Study: Dietary nucleotides support bird growth during C perfringens infection

By Jane Byrne

- Last updated on GMT

© GettyImages
© GettyImages

Related tags Clostridium perfringens Broiler

The use of nucleotide supplements in broiler chickens' diets can decrease the negative effects that Clostridium perfringens bacteria has on bird intestinal health and growth, according to a new study.

C. perfringens​ is a bacterium that causes poultry diseases with a high rate of prevalence and severity, such as necrotic enteritis, and has led to significant losses in the global poultry sector.

Antibiotic growth promoters were typically used to tackle infections in birds caused by C. perfringens; however, nutritionists are trying to find alternatives to AGPs due to antibiotic resistance concerns. One such alternative is the use of bioactive substances like nucleotides (Sauer, Bauer & Mosenthin, 2009).

A group of experts in animal nutrition and microbiology at the Veterinary Faculty at Cairo University in Egypt, writing in the journal, Veterinary and Animal Science​,​ reported that the dietary supplementation of nucleotides in broiler diets, at 0.1%, noticeably attenuated the negative effects of a C. perfringens​ challenge by improving the intestinal histomorphology and intestinal barrier function in the birds.


Nucleotides are the building block of protein and nucleic acids of low relative molecular mass and regarded as ‘semi-essential nutrients’ (Carver, 2007; Yu, 1998), noted the Egypt based team.

The researchers outlined how nucleotides are needed for the multiplication of all living cells (Cosgrove, 1998) and physiological activities of animals (Superchi et al., 2012). They are also crucial for the body as a cellular energy source (ATP) (Carver & Walker, 1995).

Nucleotides, they explained, act as a fundamental component in carbohydrate, protein, fat and nucleic acid metabolism (Carver & Walker, 1995; Cosgrove, 1998). Therefore, they play a critical role in protein synthesis (Yamauchi et al., 1998), cell mitosis (Carver & Walker, 1995), lipid metabolism (Gil, Corral, Martinez & Molina, 1986), hematopoiesis (Yamamoto, Wang, Adjei & Ameho, 1997), immunity (Hung, 2015) and gut health (Martinez-Puig et al., 2007; Sauer et al., 2012a), noted the researchers.

The team highlighted how, in the past, nucleotides were not believed to be an essential nutrient in animals and humans’ diets.

“It was thought that animals were able to produce sufficient nucleotides that meet their physiological needs via a de-novo synthesis or a salvage pathway (Hoffmann, 2007).

“However, LeLeiko, Bronstein, Baliga and Munro (1983) stated that de-novo synthesis could not provide enough nucleotides under certain circumstances, as in the case of rapid enterocyte turnover induced by rapid growth, reproduction and environmental stressors. Therefore, nucleotides are often added to animals’ diets in the form of pure substance or yeast extracts (Alizadeh et al., 2016; Sauer et al., 2012a).”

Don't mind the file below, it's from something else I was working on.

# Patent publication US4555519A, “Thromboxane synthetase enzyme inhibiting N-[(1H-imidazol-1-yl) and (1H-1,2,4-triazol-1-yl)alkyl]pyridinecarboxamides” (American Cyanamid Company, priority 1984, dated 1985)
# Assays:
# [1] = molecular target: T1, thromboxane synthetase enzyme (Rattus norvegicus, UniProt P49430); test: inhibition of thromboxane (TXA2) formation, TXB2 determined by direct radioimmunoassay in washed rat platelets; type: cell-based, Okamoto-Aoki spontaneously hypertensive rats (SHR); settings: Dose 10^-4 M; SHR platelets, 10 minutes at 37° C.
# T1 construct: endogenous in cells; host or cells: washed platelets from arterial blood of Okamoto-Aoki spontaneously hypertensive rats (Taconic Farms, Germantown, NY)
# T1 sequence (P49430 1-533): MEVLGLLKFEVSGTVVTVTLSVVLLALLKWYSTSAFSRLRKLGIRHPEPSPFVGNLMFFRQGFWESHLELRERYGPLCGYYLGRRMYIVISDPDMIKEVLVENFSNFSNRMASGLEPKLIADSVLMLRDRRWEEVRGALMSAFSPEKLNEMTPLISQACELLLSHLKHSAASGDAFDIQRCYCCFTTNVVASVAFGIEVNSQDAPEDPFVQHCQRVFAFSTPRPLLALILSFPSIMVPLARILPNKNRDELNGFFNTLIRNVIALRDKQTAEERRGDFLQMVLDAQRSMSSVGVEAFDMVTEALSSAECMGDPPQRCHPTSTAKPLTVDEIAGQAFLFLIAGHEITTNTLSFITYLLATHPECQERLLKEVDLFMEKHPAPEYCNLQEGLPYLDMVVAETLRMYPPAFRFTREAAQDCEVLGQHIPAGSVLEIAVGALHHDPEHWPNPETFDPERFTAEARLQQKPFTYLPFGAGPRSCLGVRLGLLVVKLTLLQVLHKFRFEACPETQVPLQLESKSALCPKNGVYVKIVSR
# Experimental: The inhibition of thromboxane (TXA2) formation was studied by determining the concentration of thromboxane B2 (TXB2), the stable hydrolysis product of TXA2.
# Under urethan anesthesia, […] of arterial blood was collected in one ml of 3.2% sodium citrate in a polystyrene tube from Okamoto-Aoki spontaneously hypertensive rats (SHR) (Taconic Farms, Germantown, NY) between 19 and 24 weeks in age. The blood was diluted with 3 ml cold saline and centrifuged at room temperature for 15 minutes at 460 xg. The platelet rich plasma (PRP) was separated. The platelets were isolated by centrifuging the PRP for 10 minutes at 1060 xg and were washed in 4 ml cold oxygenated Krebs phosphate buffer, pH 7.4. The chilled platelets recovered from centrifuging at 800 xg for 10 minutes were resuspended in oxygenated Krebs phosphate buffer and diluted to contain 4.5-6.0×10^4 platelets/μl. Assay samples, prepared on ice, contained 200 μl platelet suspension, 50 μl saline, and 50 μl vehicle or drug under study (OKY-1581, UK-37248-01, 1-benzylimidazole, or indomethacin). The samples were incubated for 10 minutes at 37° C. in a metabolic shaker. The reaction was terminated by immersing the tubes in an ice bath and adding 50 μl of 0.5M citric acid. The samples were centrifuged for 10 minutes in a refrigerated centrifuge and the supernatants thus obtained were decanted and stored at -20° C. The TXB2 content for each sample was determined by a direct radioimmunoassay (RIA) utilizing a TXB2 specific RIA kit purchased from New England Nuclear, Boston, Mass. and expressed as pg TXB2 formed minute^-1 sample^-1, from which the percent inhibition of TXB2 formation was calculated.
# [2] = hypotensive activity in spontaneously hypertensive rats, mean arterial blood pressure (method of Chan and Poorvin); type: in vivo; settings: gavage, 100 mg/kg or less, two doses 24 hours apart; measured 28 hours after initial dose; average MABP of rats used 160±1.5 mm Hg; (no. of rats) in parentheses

The researchers looked to evaluate the efficiency of dietary nucleotides-supplementation on broiler chickens to alleviate the intestinal C. perfringens​ levels and its adverse effect on gut and growth performance parameters.

Their study involved 270 chickens that were randomly split into six treatment groups over 35 days.

Nucleoforce Poultry, a product from Spanish producer, Bioibérica, was used in the experiment. The researchers said the product is a balanced concentrate of free nucleotides and active precursors obtained from dried yeasts (saccharomyces cerevisiae​).

Treatment 1 (CX), a negative control group was fed corn-soybean basal diet without added nucleotides. Treatment 2 (CN 0.05) and treatment 3 (CN 0.1), consisted of chicks were fed the basal diet with the addition of nucleotides on top at two levels (0.05 and 0.1%) respectively. Treatment 4 (PX), treatment 5 (PN 0.05), and treatment 6 (PN 0.1) consisted of chicks that were challenged with C. perfringens inoculum (~4 × 108 CFU/ml) on day 14, 15, 16 and 17 of the experiment and were fed diets similar to treatments 1, 2, and 3 respectively.

The authors said that, at the end of the experiment, the intestinal C. perfringens​ counts, microscopic lesion scores, intestinal histomorphology, intestinal barriers - occludin and mucin mRNA expression - along with growth parameters were determined.


The researchers observed that the pathogen challenge significantly increased both C. perfringens ​levels and intestinal lesion scores, which have an adverse effect on intestinal barriers and intestinal histomorphology resulting in a significant decrease in body weight gain (BWG) and an increase in feed conversion ratio (FCR).

They saw that nucleotides-supplementation, at 0.1%, significantly decreased both C. perfringens​ levels and intestinal lesion scores, and improved intestinal barriers and intestinal histomorphology, which consequently resulted in improved growth performance parameters to the point where they were nearly the same as that of the control, the un-supplemented group.

“Our results are compatible with M'Sadeq, Wu, Choct, Forder and Swick (2015) who found that dietary supplementation of the yeast cell wall was effective in restraining the decline of bird performance; which is induced by C. perfringens and Eimeria challenge.”

On the contrary, Alizadeh et al. (2016) showed that dietary supplementation of yeast-derived products did not affect the growth performance of broiler chickens challenged with C. perfringens, acknowledged the authors.

Source: Veterinary and Animal Science


Title: The impact of exogenous dietary nucleotides in ameliorating Clostridium perfringens infection and improving intestinal barriers gene expression in broiler chicken

Authors: FF Mohamed, MM Hady, NF Kamel, NM Ragaa

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